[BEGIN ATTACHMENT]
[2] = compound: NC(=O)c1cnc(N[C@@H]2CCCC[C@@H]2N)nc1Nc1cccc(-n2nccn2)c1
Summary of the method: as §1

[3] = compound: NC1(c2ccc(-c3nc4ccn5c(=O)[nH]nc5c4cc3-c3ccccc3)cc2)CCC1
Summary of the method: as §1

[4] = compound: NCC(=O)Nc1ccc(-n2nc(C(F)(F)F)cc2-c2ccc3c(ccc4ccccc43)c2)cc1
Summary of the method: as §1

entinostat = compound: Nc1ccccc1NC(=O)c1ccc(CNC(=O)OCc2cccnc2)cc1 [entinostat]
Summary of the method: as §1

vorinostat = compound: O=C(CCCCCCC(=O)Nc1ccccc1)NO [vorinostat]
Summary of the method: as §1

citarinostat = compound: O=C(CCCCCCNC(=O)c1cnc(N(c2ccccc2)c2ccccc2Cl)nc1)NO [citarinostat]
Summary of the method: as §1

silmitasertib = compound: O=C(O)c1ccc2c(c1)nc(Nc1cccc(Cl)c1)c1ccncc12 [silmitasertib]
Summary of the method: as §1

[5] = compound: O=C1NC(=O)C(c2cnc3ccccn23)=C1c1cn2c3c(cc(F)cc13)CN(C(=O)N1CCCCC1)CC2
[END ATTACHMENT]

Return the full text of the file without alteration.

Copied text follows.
[2] = compound: NC(=O)c1cnc(N[C@@H]2CCCC[C@@H]2N)nc1Nc1cccc(-n2nccn2)c1
Summary of the method: as §1

[3] = compound: NC1(c2ccc(-c3nc4ccn5c(=O)[nH]nc5c4cc3-c3ccccc3)cc2)CCC1
Summary of the method: as §1

[4] = compound: NCC(=O)Nc1ccc(-n2nc(C(F)(F)F)cc2-c2ccc3c(ccc4ccccc43)c2)cc1
Summary of the method: as §1

entinostat = compound: Nc1ccccc1NC(=O)c1ccc(CNC(=O)OCc2cccnc2)cc1 [entinostat]
Summary of the method: as §1

vorinostat = compound: O=C(CCCCCCC(=O)Nc1ccccc1)NO [vorinostat]
Summary of the method: as §1

citarinostat = compound: O=C(CCCCCCNC(=O)c1cnc(N(c2ccccc2)c2ccccc2Cl)nc1)NO [citarinostat]
Summary of the method: as §1

silmitasertib = compound: O=C(O)c1ccc2c(c1)nc(Nc1cccc(Cl)c1)c1ccncc12 [silmitasertib]
Summary of the method: as §1

[5] = compound: O=C1NC(=O)C(c2cnc3ccccn23)=C1c1cn2c3c(cc(F)cc13)CN(C(=O)N1CCCCC1)CC2